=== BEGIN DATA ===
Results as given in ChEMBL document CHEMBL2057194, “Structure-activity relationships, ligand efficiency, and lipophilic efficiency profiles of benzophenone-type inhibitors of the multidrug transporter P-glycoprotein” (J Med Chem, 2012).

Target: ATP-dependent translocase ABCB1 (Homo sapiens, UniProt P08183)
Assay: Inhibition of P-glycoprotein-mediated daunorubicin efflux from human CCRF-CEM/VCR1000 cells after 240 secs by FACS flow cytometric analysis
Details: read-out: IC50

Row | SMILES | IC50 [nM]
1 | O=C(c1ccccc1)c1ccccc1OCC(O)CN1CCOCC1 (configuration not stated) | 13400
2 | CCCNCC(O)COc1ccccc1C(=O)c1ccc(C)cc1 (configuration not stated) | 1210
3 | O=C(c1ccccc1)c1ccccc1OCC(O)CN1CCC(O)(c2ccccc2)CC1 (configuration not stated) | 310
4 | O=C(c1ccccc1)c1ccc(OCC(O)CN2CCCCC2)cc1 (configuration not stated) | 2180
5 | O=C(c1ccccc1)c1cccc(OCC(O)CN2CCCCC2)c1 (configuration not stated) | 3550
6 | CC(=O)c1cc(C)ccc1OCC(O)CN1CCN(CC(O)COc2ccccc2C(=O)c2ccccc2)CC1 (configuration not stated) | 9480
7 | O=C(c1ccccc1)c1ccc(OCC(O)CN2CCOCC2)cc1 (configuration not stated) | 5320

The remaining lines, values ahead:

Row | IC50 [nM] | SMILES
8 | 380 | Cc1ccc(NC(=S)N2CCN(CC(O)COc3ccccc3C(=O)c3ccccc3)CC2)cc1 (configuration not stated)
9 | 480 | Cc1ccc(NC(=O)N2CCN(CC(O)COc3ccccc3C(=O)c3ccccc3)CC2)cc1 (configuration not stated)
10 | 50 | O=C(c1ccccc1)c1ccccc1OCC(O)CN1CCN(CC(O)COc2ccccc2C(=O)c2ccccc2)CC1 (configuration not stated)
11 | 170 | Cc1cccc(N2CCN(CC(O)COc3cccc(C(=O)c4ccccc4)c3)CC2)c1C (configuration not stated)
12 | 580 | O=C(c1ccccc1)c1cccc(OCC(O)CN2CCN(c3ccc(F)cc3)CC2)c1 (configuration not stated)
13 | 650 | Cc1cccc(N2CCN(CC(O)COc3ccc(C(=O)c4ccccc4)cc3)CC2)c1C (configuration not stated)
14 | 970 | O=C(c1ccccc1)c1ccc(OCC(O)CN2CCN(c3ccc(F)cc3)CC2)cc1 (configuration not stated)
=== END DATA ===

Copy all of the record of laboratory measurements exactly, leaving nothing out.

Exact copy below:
Results as given in ChEMBL document CHEMBL2057194, “Structure-activity relationships, ligand efficiency, and lipophilic efficiency profiles of benzophenone-type inhibitors of the multidrug transporter P-glycoprotein” (J Med Chem, 2012).

Target: ATP-dependent translocase ABCB1 (Homo sapiens, UniProt P08183)
Assay: Inhibition of P-glycoprotein-mediated daunorubicin efflux from human CCRF-CEM/VCR1000 cells after 240 secs by FACS flow cytometric analysis
Details: read-out: IC50

Row | SMILES | IC50 [nM]
1 | O=C(c1ccccc1)c1ccccc1OCC(O)CN1CCOCC1 (configuration not stated) | 13400
2 | CCCNCC(O)COc1ccccc1C(=O)c1ccc(C)cc1 (configuration not stated) | 1210
3 | O=C(c1ccccc1)c1ccccc1OCC(O)CN1CCC(O)(c2ccccc2)CC1 (configuration not stated) | 310
4 | O=C(c1ccccc1)c1ccc(OCC(O)CN2CCCCC2)cc1 (configuration not stated) | 2180
5 | O=C(c1ccccc1)c1cccc(OCC(O)CN2CCCCC2)c1 (configuration not stated) | 3550
6 | CC(=O)c1cc(C)ccc1OCC(O)CN1CCN(CC(O)COc2ccccc2C(=O)c2ccccc2)CC1 (configuration not stated) | 9480
7 | O=C(c1ccccc1)c1ccc(OCC(O)CN2CCOCC2)cc1 (configuration not stated) | 5320

The remaining lines, values ahead:

Row | IC50 [nM] | SMILES
8 | 380 | Cc1ccc(NC(=S)N2CCN(CC(O)COc3ccccc3C(=O)c3ccccc3)CC2)cc1 (configuration not stated)
9 | 480 | Cc1ccc(NC(=O)N2CCN(CC(O)COc3ccccc3C(=O)c3ccccc3)CC2)cc1 (configuration not stated)
10 | 50 | O=C(c1ccccc1)c1ccccc1OCC(O)CN1CCN(CC(O)COc2ccccc2C(=O)c2ccccc2)CC1 (configuration not stated)
11 | 170 | Cc1cccc(N2CCN(CC(O)COc3cccc(C(=O)c4ccccc4)c3)CC2)c1C (configuration not stated)
12 | 580 | O=C(c1ccccc1)c1cccc(OCC(O)CN2CCN(c3ccc(F)cc3)CC2)c1 (configuration not stated)
13 | 650 | Cc1cccc(N2CCN(CC(O)COc3ccc(C(=O)c4ccccc4)cc3)CC2)c1C (configuration not stated)
14 | 970 | O=C(c1ccccc1)c1ccc(OCC(O)CN2CCN(c3ccc(F)cc3)CC2)cc1 (configuration not stated)